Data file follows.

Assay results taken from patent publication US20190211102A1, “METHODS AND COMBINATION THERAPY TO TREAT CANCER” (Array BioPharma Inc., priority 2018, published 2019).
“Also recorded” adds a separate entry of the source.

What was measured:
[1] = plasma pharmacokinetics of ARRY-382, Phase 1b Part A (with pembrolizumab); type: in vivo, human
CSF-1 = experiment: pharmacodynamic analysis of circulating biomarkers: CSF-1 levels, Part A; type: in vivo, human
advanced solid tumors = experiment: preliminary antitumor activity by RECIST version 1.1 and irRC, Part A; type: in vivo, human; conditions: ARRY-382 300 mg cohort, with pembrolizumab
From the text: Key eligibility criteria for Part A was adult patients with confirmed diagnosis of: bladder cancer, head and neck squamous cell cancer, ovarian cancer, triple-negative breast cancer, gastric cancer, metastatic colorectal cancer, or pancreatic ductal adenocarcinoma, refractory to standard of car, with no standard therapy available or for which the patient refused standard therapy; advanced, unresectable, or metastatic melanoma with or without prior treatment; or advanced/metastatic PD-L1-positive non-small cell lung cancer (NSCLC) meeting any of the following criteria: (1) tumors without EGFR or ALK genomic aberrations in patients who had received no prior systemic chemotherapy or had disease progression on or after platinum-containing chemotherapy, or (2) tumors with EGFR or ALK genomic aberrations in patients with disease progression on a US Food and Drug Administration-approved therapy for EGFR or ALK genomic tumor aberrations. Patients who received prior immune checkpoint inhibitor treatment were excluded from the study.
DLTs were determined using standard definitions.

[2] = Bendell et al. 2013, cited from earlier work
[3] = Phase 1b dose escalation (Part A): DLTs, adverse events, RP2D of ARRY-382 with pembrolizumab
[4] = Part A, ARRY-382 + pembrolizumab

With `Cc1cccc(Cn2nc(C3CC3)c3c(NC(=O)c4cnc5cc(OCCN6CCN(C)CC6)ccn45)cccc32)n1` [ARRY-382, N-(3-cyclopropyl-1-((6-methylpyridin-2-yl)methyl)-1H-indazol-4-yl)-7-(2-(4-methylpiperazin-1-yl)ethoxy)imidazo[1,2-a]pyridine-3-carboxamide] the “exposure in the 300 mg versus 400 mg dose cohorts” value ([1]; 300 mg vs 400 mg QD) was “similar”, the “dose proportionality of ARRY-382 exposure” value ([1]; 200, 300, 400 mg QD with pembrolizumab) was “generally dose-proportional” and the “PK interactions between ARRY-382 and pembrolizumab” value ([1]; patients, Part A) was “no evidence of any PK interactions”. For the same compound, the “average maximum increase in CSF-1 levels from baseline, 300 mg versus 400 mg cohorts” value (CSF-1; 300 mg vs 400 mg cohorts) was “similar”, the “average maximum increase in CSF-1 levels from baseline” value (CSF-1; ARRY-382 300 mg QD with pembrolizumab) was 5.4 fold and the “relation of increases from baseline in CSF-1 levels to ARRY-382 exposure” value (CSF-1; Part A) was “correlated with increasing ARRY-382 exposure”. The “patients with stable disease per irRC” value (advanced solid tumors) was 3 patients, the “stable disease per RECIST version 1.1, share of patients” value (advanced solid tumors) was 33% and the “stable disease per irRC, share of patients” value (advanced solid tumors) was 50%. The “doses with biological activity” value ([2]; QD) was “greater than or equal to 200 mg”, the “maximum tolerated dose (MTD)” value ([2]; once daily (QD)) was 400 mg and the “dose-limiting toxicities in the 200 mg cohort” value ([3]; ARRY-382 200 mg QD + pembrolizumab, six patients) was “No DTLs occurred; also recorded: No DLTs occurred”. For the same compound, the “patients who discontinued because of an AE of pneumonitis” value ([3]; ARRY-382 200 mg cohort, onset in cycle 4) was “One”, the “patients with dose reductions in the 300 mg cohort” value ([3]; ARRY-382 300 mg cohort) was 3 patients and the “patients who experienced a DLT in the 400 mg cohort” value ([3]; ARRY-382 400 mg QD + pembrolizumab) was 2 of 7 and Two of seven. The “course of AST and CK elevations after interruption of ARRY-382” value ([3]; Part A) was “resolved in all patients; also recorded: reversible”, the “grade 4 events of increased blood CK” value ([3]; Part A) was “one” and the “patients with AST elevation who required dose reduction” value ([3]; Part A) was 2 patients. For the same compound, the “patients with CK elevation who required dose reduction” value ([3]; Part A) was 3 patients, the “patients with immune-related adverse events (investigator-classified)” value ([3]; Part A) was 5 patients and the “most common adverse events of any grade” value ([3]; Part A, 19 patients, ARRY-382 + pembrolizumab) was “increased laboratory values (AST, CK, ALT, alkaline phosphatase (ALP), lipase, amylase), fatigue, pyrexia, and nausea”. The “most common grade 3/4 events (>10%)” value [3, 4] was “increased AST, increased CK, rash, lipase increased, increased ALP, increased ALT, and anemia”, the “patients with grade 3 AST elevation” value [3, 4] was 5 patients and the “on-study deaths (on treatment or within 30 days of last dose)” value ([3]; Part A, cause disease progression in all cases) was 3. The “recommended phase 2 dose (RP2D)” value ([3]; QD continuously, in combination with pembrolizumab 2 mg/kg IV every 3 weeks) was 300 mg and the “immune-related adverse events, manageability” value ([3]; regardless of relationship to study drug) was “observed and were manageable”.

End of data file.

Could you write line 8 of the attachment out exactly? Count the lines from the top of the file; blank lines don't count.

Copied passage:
DLTs were determined using standard definitions.